To pass the time, Jamie helps out at the rec center, cleaning and playing cards with Private Hollister. When T.J.'s first letter arrives, Jamie tears into it only to find that T.J. has not send her a letter but a roll of film with a short note asking her to develop it herself. Jamie is puzzled; where is the description of battle she was convinced he'd send? She's further puzzled by the pictures she develops - most of them are of the moon in various stages. But among those pictures are some that are more graphic - a wounded soldier, bloody bandages on his chest, being carried to a medical helicopter; a soldier staring off in the distance, the stump of his leg obvious. These photos shock Jamie - is this what T.J. is seeing every day? Where are the medals, the glory? How can this army life be so different from what they had grown up believing? When Private Hollister announces that he will soon be sent overseas, Jamie realizes that this is her opportunity to put into action the message she understands T.J. is sending about war.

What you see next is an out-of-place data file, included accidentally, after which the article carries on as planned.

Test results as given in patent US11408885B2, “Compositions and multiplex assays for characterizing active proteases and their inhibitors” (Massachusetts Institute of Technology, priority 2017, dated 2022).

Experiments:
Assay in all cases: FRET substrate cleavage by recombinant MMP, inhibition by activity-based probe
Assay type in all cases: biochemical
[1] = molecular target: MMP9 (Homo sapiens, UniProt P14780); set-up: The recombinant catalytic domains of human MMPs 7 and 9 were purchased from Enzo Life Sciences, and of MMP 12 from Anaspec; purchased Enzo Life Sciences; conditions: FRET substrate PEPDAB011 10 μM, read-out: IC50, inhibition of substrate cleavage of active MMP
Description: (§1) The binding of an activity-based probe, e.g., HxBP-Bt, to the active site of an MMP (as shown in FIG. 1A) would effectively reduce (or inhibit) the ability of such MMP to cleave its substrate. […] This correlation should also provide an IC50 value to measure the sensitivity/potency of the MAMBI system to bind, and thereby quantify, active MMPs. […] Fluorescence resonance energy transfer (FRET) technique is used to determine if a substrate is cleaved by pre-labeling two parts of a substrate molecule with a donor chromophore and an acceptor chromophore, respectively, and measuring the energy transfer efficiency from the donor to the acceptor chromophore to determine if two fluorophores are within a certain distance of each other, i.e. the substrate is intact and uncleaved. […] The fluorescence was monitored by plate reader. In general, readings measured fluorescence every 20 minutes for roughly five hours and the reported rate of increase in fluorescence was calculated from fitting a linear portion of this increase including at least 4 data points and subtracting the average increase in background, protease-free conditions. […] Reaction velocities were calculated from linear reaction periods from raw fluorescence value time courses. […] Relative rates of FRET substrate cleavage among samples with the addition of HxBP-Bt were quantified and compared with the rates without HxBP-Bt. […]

'Shooting the Moon' is a thoughtful and timely story of war that is especially good to read as we continue to fight in Iraq and Afghanistan. While it doesn't make army life grand and glorious, it also doesn't bash it. Instead, it offers readers a chance to consider for themselves what courage is and how worthy war, any war, is for those fighting and those at home.